With the city’s tax revenues melting down along with our local economy, Mayor Michael Bloomberg and people in and around government are floating a number of large and small tax proposals. The idea of tolls on the East River bridges and even the recently defeated proposal to institute congestion pricing are once again getting serious attention as the MTA faces the need to make up revenue shortfalls. About half a million vehicles cross to and from Manhattan on those bridges each work day, and depending on the amount charged, a toll could generate up to $1 billion a year. It would also have the impact of reducing pollution, traffic and congestion in Lower Manhattan. It could also reduce the size and pain of the next subway fare hike.
In addition to reviving fees on drivers, Mayor Bloomberg has proposed charging shoppers 6 cents for each plastic bag they are given when they shop. The fee would be then divided, with 5 cents going to raise city revenue and the remaining 1 cent to be kept by the storeowner as an incentive to comply, Bloomberg spokesman Marc La Vorgna recently told the New York Times.
The proposed charge has been labeled a "fee," which requires approval only from the City Council, rather than a "tax," which requires approval from the State Legislature. Los Angeles and Dallas are also looking at similar measures, as is San Francisco, which last year banned non-biodegradable plastic bags used by grocery stories and large retailers. If the City enacts a fee, however, New York would become the first US city to implement a plastic bag surcharge.
In 2002, Ireland imposed a plastic bag consumption tax that required customers to pay 33 cents per bag at the register. Within weeks plastic bag use dropped 94 percent, and after five months $4.5 million in revenue had been raised for environmental projects. Similar initiatives have spread to countries such as Bangladesh, which banned polythene bags, and South Africa, where the government requires manufacturers to make plastic bags more durable and more expensive to discourage their disposal.
It is difficult to predict how much revenue the bag fee would bring in, since we don’t know how many people would switch to cloth or paper bags. Estimates range from $10 million to $16 million dollars annually; not a lot of money in a $60 billion budget, but perhaps enough to restore some hours to the library budgets that will be cut next year. Of course, if people reduce their use of plastic bags, fewer will end up in our garbage cans, lowering the cost of transporting and disposing waste. So either way, the city saves money. New York City spends about $1.3 billion dollars a year on its Sanitation Department. This breaks down to about $600 million for cleaning streets and collecting garbage, $400 million for disposing of the waste ($300 million in "waste export" contracts), $100 million for administration and $100 million for managing the Sanitation Department’s vehicles and buildings. It also includes $35 million for snow removal and $16 million for enforcement. Only $28 million is spent on recycling.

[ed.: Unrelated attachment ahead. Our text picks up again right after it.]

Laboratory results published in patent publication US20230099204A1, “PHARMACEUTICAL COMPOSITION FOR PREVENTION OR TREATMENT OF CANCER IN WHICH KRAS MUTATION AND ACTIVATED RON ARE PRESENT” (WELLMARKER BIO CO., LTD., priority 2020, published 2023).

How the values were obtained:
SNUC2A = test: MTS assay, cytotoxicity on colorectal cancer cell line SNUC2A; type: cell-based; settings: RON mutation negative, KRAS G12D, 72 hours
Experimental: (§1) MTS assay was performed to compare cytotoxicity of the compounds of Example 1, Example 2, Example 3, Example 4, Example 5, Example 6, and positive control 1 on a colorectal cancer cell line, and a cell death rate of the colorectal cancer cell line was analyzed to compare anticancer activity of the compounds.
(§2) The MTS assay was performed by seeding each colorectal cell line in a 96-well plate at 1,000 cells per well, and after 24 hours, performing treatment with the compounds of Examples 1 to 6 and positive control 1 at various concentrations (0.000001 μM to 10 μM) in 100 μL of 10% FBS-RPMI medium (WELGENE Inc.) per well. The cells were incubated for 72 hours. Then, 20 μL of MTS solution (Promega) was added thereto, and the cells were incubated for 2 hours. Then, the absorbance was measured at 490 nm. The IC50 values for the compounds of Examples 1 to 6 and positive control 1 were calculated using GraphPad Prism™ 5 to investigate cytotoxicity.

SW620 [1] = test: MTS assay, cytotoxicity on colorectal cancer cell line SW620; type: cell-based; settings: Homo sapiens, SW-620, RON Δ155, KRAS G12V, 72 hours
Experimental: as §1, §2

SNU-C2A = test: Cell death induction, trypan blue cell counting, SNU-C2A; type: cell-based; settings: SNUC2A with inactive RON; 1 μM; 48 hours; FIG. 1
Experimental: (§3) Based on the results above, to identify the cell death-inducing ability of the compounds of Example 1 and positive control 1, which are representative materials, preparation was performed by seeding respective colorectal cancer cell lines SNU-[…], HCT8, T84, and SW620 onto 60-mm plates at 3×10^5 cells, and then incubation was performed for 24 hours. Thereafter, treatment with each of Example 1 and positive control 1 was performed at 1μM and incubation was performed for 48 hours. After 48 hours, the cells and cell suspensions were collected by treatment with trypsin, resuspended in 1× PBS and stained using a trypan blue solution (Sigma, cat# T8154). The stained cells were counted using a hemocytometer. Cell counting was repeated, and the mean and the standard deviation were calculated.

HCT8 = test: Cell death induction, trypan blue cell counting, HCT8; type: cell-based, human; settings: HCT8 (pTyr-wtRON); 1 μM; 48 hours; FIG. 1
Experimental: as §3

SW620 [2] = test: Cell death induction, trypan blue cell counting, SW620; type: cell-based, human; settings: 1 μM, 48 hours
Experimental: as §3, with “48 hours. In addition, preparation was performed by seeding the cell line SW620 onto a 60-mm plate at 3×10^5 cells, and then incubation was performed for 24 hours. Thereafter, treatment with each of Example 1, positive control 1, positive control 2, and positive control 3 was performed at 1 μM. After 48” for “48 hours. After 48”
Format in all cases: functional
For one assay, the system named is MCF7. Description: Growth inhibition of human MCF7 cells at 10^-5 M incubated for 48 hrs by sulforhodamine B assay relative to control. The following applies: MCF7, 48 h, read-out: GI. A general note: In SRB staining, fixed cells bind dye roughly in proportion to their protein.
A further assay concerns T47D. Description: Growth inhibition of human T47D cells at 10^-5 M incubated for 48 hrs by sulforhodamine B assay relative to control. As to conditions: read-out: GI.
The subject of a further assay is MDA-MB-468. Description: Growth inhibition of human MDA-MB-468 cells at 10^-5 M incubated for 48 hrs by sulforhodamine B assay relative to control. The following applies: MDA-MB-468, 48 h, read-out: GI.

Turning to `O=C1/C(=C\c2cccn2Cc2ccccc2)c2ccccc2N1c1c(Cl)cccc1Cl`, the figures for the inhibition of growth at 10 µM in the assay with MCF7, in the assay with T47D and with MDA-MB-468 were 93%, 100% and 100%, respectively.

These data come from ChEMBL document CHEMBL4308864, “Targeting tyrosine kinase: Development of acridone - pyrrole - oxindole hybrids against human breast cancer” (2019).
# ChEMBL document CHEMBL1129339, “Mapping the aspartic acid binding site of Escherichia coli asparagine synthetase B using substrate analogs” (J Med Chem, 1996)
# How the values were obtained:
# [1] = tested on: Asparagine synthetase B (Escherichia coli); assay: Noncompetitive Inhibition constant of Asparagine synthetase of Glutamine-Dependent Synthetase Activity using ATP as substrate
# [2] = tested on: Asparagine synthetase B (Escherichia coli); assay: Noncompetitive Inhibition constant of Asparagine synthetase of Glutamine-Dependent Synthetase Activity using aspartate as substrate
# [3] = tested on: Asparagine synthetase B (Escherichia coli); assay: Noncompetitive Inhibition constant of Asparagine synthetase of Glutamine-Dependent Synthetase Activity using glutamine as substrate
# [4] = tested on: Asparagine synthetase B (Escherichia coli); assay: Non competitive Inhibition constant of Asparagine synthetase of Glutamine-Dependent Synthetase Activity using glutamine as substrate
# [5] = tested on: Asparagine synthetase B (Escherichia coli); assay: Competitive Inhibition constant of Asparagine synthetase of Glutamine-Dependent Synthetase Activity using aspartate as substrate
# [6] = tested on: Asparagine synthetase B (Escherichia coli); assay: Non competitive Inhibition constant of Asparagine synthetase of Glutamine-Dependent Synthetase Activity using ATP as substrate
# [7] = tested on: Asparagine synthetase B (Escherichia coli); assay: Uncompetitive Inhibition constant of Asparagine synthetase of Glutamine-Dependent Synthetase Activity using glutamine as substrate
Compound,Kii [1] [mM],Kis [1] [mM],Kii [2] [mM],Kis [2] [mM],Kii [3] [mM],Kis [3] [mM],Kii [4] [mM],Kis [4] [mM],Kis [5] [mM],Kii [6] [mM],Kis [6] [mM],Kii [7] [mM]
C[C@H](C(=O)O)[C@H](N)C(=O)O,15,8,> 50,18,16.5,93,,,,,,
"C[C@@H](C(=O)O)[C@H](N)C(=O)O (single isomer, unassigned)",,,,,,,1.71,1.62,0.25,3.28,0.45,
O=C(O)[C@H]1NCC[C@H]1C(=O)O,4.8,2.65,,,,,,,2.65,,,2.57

An effort to reduce packaging and waste and increase recycling might not only help protect the environment, if properly managed, it could reduce the cost of waste transport, storage and disposal. Reducing the amount of garbage we generate would (eventually) reduce the $1.3 billion spent on waste removal and is just one small way to deal with the budget crisis we face.
In fact, that crisis gives us an opportunity to look at waste throughout our city and economy. We can live just as well tomorrow as we do today if we become more efficient and less wasteful in our use of resources. Better insulation in our homes, more efficient lighting and
There is talk from the Obama transition team that the proposed $150-billion investment in renewable energy may become part of the plan to revive the nation’s economy. In addition, public investment in modern infrastructure could have the effect of creating jobs while making our nation more energy efficient. A new school or bus garage with modern
The dramatic slowdown in the economy is frightening, and it is clear that many people will suffer as a result of the business failures we are starting to see. However, an unanticipated impact of this decline is that it is making many people and institutions look at their own consumption, and this reexamination can have a beneficial impact. This is not an argument for the virtues of poverty, since I find few virtues in a lack of resources. Rather it is an argument for thinking, for being smarter and less wasteful. If a new air conditioner can deliver the same cooling as an old one but uses half the electricity, then it makes sense to help people buy a new one. If carrying our groceries in a cloth bag is cheaper than carrying them in a disposable plastic bag, we should encourage people to abandon the plastic bag and carry the cloth one.
We see that the era of freewheeling excess on Wall Street has ended. This looks like the start of a period characterized by more prudent and careful investors learning to work within a more regulated financial system. Perhaps this trend will be matched by a more careful and frugal use of natural resources in our every day lives.
I am grateful for the research assistance of Sara Schonhardt, Master’s Student, Columbia University’s School of International and Public Affairs